Many people dread the thought of filing for personal bankruptcy and put it off for as long as possible. However, this procrastination often makes a bad situation even worse. If you're considering bankruptcy as an option for getting out from under an avalanche of debt, it's best to start learning about the process sooner rather than later. It's not a quick and easy process. However, with good professional legal help, you can make the best choices for your situation.
First, it's essential to determine which type of bankruptcy -- Chapter 7 or Chapter 13 -- to use. Often, people prefer Chapter 7 because it allows them to discharge a good deal of their debt.
However, your income may be too high to qualify for Chapter 7. You may need to choose Chapter 13. If the court determines that you have enough income to pay your debts with a repayment plan, you can choose to file Chapter 13.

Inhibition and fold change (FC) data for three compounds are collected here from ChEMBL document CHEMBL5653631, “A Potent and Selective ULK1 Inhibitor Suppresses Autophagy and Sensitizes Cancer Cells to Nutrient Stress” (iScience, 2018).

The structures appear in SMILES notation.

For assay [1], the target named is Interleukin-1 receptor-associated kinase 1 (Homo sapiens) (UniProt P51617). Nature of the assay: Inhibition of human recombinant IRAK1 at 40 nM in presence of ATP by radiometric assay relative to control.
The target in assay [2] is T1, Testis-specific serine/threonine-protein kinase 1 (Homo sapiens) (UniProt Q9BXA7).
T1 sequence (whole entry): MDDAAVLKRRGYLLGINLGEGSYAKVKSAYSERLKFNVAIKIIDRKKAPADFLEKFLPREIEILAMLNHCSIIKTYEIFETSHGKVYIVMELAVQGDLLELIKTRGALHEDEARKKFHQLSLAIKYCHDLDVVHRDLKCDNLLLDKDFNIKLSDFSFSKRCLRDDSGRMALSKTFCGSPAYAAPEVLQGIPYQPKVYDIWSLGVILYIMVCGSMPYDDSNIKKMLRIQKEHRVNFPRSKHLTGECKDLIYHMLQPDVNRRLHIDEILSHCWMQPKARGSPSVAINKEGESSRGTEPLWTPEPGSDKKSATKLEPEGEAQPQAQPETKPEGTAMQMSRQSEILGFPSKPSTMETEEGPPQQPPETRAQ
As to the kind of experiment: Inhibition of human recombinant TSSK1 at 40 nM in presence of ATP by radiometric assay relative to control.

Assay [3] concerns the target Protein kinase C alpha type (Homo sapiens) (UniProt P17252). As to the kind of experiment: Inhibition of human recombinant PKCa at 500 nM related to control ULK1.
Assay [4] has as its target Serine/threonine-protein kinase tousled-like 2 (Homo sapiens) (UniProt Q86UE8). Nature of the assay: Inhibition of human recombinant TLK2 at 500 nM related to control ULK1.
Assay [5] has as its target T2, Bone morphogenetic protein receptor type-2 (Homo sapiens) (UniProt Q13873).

If creditors have already begun garnishing your wages or have filed lawsuits against you, a bankruptcy filing can end that garnishment and possibly discharge some legal claims. It's essential to learn what types of debts can and can't be discharged in bankruptcy. For example, if you have spousal and/or child support obligations, bankruptcy won't end those. If you owe back taxes, bankruptcy won't relieve you of that obligation. If you're facing legal action resulting from any wrongdoing on your part, those won't be discharged in bankruptcy either.
The best first step if you're thinking about filing Chapter 7 or Chapter 13 bankruptcy is to contact an experienced New York bankruptcy attorney. They can review your financial situation with you and discuss your options. If you choose bankruptcy, they can help you through the process so that you can complete it successfully and move forward.